- “Every body and every thing conspire to make me as contented as possible in it; yet I have seen too much of the vanity of human affairs, to expect felicity from the splendid scenes of public life. I am still determined to be cheerful and to be happy, in whatever situation I may be; for I have also learnt, from experience, that the greater part of our happiness or misery depends upon our dispositions, and not upon our circumstances. We carry the seeds of the one or the other about with us, in our minds, wheresoever we go.”
- Martha Washington, an American Life by Patricia Brady, 2005.
A painstakingly researched book that reveals Martha as an indomitable patriot, shrew diplomat, and emotional mainstay.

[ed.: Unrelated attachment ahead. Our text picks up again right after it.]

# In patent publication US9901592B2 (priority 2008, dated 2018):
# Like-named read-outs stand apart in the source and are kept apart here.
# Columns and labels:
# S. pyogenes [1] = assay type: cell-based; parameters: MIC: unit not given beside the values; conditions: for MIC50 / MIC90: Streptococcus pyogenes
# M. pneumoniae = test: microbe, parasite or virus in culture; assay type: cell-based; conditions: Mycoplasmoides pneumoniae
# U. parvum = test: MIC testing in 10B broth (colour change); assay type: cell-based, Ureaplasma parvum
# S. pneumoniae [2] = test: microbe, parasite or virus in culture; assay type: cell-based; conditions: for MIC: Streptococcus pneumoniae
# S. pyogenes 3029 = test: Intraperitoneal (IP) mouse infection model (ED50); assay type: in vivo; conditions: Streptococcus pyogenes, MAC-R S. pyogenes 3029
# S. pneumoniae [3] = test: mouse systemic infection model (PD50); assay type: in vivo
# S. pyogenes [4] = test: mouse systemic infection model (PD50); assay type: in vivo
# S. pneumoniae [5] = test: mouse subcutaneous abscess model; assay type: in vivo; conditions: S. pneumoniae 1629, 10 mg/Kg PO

- The General and Mrs. Washington: The Untold Story of a Marriage and a Revolution by Bruce Chadwick, 2006.
Here is the story of the fateful marriage of the richest woman in Virginia and the man who could have been king. In telling their story, Chadwick explains not only their remarkable devotion to each other, but why the wealthiest couple in Virginia became revolutionaries who risked the loss of their vast estates and their very lives.